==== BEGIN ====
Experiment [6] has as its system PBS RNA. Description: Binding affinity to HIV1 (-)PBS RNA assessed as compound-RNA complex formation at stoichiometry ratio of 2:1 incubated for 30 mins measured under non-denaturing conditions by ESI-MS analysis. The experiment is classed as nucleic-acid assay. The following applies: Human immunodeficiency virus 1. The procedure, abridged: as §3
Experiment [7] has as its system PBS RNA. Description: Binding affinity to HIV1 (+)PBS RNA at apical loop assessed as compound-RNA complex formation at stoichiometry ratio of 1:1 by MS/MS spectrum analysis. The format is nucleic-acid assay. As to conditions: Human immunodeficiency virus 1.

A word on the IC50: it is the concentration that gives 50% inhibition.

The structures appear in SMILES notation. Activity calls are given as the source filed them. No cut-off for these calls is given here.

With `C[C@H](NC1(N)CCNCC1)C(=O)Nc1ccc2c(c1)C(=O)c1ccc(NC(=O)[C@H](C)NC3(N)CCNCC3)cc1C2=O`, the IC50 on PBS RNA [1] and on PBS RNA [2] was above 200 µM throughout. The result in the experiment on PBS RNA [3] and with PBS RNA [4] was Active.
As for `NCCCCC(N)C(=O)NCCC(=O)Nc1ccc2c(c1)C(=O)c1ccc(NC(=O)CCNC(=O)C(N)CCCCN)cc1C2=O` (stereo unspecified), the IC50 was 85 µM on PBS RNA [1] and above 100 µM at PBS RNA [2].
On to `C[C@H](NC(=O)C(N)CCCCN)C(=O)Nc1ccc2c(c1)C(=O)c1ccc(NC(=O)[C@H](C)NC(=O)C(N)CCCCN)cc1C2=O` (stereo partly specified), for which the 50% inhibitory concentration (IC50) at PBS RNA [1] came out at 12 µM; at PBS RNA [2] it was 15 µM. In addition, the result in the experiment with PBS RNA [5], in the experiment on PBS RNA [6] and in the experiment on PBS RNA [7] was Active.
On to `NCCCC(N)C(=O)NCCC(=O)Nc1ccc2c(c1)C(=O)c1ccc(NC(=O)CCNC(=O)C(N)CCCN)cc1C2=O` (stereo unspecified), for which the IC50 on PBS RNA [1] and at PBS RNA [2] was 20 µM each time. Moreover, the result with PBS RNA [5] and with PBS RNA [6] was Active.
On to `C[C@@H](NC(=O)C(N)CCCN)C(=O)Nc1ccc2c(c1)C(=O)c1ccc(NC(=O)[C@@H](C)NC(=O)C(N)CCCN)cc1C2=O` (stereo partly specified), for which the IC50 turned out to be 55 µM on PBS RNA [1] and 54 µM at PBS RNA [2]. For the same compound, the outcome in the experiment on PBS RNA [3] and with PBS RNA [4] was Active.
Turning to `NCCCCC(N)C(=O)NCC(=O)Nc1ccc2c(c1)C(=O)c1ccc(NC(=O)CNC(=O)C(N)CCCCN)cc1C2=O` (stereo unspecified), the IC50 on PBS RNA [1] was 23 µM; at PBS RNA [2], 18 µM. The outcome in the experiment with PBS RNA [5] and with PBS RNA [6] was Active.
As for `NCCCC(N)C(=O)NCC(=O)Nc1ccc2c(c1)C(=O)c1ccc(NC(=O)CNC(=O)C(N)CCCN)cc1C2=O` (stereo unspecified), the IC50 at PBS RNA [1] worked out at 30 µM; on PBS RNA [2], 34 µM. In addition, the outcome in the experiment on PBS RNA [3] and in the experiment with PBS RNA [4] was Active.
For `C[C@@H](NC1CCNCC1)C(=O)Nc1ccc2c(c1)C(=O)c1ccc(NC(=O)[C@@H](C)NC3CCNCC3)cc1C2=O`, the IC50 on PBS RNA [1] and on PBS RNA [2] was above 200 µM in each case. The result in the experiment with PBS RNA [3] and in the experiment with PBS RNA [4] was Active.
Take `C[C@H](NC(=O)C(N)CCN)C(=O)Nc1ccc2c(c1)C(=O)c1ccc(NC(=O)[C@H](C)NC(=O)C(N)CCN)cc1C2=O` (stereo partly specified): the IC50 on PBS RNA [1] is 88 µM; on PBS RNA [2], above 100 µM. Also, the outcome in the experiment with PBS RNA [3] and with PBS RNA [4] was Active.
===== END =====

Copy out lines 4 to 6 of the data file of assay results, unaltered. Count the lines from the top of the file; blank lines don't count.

The structures appear in SMILES notation. Activity calls are given as the source filed them. No cut-off for these calls is given here.

With `C[C@H](NC1(N)CCNCC1)C(=O)Nc1ccc2c(c1)C(=O)c1ccc(NC(=O)[C@H](C)NC3(N)CCNCC3)cc1C2=O`, the IC50 on PBS RNA [1] and on PBS RNA [2] was above 200 µM throughout. The result in the experiment on PBS RNA [3] and with PBS RNA [4] was Active.
As for `NCCCCC(N)C(=O)NCCC(=O)Nc1ccc2c(c1)C(=O)c1ccc(NC(=O)CCNC(=O)C(N)CCCCN)cc1C2=O` (stereo unspecified), the IC50 was 85 µM on PBS RNA [1] and above 100 µM at PBS RNA [2].